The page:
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article imageFairy tales much older than thought — One dates to Bronze Age

By Sravanth Verma     Jan 31, 2016 in Entertainment
Dr Jamie Tehrani, an anthropologist at Durham University and Sara Graça da Silva, a folklorist from New University of Lisbon, report that many fairy tales probably go back thousands of years.
Using techniques that usually find application in biology, they studied the linkages between 275 fairy tales in the Indo-European language family. Fairy tales like Beauty and the Beast and Rumpelstiltskin were part of the study. These stories were only written down in the last 300 years, but the two researchers found that their origins go back much further in time to about 4,000 years ago. Some fairy tales originated “long before the emergence of the literary record” the researchers said.
The new technique used was to map the stories through common languages and geographical proximity because folk tales were transmitted by the spoken word, and generation to generation.
Tehrani said: “We find it pretty remarkable these stories have survived without being written. They have been told since before even English, French and Italian existed. They were probably told in an extinct Indo-European language.”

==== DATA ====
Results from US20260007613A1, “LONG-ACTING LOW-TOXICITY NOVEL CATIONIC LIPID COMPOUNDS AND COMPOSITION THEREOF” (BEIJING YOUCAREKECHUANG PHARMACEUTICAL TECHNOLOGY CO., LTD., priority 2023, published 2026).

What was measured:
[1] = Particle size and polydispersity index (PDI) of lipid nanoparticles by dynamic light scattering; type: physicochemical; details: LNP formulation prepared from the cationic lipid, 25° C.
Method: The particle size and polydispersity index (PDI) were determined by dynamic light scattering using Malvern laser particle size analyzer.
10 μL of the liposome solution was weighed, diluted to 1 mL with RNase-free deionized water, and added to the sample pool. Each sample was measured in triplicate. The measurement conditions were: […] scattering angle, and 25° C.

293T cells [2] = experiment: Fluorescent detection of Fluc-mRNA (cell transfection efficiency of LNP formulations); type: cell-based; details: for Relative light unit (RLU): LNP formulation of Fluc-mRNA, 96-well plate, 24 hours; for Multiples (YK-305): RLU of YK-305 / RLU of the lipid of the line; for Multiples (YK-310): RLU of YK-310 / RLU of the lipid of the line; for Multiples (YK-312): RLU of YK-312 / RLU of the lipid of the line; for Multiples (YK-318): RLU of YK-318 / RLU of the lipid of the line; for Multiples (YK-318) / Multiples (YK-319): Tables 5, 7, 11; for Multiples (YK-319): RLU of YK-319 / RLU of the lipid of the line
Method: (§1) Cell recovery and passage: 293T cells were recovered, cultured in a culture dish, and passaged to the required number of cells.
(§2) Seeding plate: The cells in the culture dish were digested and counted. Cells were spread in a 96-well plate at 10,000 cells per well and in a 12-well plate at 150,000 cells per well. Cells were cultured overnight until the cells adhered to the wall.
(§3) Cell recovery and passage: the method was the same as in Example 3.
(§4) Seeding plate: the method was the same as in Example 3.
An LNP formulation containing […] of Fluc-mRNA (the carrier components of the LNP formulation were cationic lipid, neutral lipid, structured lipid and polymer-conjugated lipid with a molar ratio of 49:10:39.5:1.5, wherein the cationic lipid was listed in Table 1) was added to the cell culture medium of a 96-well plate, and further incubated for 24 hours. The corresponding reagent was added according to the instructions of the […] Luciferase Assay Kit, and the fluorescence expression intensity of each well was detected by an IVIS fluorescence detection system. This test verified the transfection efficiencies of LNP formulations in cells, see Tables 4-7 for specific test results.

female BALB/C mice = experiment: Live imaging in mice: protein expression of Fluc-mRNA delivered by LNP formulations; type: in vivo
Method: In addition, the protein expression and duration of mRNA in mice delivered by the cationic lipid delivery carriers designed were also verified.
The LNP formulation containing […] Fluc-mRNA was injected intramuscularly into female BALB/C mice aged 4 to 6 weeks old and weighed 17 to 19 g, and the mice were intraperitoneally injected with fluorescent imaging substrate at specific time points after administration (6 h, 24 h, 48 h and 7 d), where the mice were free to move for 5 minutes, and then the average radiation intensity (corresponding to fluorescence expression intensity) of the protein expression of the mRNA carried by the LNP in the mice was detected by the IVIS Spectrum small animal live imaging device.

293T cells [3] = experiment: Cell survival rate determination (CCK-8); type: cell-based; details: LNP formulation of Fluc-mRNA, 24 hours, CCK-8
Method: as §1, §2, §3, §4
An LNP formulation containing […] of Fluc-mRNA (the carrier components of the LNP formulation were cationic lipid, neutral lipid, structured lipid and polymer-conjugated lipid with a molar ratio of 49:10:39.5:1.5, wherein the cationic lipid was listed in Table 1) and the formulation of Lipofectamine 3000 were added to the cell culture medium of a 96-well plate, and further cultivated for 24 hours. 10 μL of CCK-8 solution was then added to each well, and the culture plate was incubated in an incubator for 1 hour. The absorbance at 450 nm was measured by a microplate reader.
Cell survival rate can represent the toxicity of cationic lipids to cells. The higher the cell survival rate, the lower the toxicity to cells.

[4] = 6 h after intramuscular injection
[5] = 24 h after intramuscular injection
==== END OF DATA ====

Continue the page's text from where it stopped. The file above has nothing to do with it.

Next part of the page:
Even when the Brothers Grimm wrote down and disseminated these stories to larger audiences in the nineteenth century, Wilhelm Grimm already believed that they dated back to a common cultural history. The cross-cultural links between fairy tales has been documented to some extent, but this is the first time researchers have been able to push back the antiquity of many of these stories to such early dates.
The oldest story the researchers could trace was one called The Smith and the Devil, estimated to be 6,000 years old, going back to the Bronze Age. Though the story itself may not be very familiar to most people today, the plot might be familiar to many, and has a blacksmith selling his soul to the devil in return for supernatural abilities. The blacksmith then tricks the evil power. The story resonates with Isaac Asimov's short story Gimmicks Three.
The study titled "Comparative phylogenetic analyses uncover the ancient roots of Indo-European folktales" was published in the Royal Society Open Science journal.
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